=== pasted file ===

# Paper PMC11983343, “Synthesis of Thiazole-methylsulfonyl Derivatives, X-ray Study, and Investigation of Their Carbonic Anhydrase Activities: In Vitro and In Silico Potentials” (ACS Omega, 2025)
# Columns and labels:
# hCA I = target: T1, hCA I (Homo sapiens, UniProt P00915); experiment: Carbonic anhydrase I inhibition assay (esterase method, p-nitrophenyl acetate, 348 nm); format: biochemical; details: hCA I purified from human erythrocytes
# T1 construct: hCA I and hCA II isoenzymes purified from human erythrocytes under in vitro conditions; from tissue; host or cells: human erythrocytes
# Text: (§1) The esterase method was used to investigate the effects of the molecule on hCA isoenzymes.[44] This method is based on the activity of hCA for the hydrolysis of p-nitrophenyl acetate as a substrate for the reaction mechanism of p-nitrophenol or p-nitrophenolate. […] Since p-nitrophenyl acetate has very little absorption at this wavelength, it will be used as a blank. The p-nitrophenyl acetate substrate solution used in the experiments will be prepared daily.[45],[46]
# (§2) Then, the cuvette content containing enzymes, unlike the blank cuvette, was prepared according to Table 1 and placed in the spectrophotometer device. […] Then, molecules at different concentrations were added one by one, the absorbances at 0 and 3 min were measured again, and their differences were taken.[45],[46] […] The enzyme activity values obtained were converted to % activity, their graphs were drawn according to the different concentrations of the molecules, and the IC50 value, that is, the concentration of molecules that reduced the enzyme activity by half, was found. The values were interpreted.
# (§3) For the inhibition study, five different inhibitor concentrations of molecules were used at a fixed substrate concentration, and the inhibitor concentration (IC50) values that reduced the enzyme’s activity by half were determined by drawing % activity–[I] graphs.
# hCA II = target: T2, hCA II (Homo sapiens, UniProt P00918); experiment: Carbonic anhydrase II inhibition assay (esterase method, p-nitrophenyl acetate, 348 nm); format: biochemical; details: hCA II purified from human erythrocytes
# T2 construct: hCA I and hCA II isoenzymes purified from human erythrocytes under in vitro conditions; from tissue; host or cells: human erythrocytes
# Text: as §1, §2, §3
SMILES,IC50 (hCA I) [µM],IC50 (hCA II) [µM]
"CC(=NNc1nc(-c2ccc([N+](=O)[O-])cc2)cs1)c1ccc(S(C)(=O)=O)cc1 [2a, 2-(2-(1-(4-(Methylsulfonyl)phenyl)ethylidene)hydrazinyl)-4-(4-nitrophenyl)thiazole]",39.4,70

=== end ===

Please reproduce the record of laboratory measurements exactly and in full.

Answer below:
# Paper PMC11983343, “Synthesis of Thiazole-methylsulfonyl Derivatives, X-ray Study, and Investigation of Their Carbonic Anhydrase Activities: In Vitro and In Silico Potentials” (ACS Omega, 2025)
# Columns and labels:
# hCA I = target: T1, hCA I (Homo sapiens, UniProt P00915); experiment: Carbonic anhydrase I inhibition assay (esterase method, p-nitrophenyl acetate, 348 nm); format: biochemical; details: hCA I purified from human erythrocytes
# T1 construct: hCA I and hCA II isoenzymes purified from human erythrocytes under in vitro conditions; from tissue; host or cells: human erythrocytes
# Text: (§1) The esterase method was used to investigate the effects of the molecule on hCA isoenzymes.[44] This method is based on the activity of hCA for the hydrolysis of p-nitrophenyl acetate as a substrate for the reaction mechanism of p-nitrophenol or p-nitrophenolate. […] Since p-nitrophenyl acetate has very little absorption at this wavelength, it will be used as a blank. The p-nitrophenyl acetate substrate solution used in the experiments will be prepared daily.[45],[46]
# (§2) Then, the cuvette content containing enzymes, unlike the blank cuvette, was prepared according to Table 1 and placed in the spectrophotometer device. […] Then, molecules at different concentrations were added one by one, the absorbances at 0 and 3 min were measured again, and their differences were taken.[45],[46] […] The enzyme activity values obtained were converted to % activity, their graphs were drawn according to the different concentrations of the molecules, and the IC50 value, that is, the concentration of molecules that reduced the enzyme activity by half, was found. The values were interpreted.
# (§3) For the inhibition study, five different inhibitor concentrations of molecules were used at a fixed substrate concentration, and the inhibitor concentration (IC50) values that reduced the enzyme’s activity by half were determined by drawing % activity–[I] graphs.
# hCA II = target: T2, hCA II (Homo sapiens, UniProt P00918); experiment: Carbonic anhydrase II inhibition assay (esterase method, p-nitrophenyl acetate, 348 nm); format: biochemical; details: hCA II purified from human erythrocytes
# T2 construct: hCA I and hCA II isoenzymes purified from human erythrocytes under in vitro conditions; from tissue; host or cells: human erythrocytes
# Text: as §1, §2, §3
SMILES,IC50 (hCA I) [µM],IC50 (hCA II) [µM]
"CC(=NNc1nc(-c2ccc([N+](=O)[O-])cc2)cs1)c1ccc(S(C)(=O)=O)cc1 [2a, 2-(2-(1-(4-(Methylsulfonyl)phenyl)ethylidene)hydrazinyl)-4-(4-nitrophenyl)thiazole]",39.4,70